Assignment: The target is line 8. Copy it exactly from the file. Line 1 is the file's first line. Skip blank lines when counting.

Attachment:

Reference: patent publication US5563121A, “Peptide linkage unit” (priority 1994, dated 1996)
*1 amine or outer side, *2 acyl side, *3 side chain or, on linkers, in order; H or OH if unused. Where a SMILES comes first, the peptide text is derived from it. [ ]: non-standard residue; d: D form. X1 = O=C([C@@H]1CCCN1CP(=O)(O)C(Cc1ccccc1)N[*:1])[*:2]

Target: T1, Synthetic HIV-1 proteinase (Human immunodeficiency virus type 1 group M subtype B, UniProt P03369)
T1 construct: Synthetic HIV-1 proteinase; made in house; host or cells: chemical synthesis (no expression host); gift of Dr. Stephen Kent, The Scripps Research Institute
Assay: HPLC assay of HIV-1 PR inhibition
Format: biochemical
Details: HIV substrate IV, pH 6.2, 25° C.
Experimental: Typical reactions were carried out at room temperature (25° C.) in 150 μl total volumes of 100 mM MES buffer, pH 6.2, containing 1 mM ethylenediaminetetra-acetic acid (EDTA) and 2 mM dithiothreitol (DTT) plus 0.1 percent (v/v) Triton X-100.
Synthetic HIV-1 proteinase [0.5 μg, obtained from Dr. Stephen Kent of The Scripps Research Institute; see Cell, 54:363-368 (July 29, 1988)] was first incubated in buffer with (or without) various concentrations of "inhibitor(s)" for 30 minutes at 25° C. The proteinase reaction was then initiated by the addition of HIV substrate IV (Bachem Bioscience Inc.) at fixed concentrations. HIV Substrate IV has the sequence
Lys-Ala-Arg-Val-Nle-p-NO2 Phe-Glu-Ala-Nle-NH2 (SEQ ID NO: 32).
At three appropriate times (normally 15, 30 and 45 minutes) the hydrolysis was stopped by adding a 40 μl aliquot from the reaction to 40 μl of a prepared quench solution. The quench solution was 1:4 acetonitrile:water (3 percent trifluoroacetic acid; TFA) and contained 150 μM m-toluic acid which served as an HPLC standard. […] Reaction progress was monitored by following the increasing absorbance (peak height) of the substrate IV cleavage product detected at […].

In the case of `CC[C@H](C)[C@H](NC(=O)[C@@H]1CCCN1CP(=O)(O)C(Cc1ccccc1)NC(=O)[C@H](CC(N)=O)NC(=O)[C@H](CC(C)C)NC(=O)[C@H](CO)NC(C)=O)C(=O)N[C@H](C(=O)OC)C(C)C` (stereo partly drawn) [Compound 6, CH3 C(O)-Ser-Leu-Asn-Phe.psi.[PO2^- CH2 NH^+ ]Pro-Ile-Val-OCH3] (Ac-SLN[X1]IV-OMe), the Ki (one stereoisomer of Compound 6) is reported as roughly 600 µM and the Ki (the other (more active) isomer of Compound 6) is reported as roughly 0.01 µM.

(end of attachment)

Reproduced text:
Experimental: Typical reactions were carried out at room temperature (25° C.) in 150 μl total volumes of 100 mM MES buffer, pH 6.2, containing 1 mM ethylenediaminetetra-acetic acid (EDTA) and 2 mM dithiothreitol (DTT) plus 0.1 percent (v/v) Triton X-100.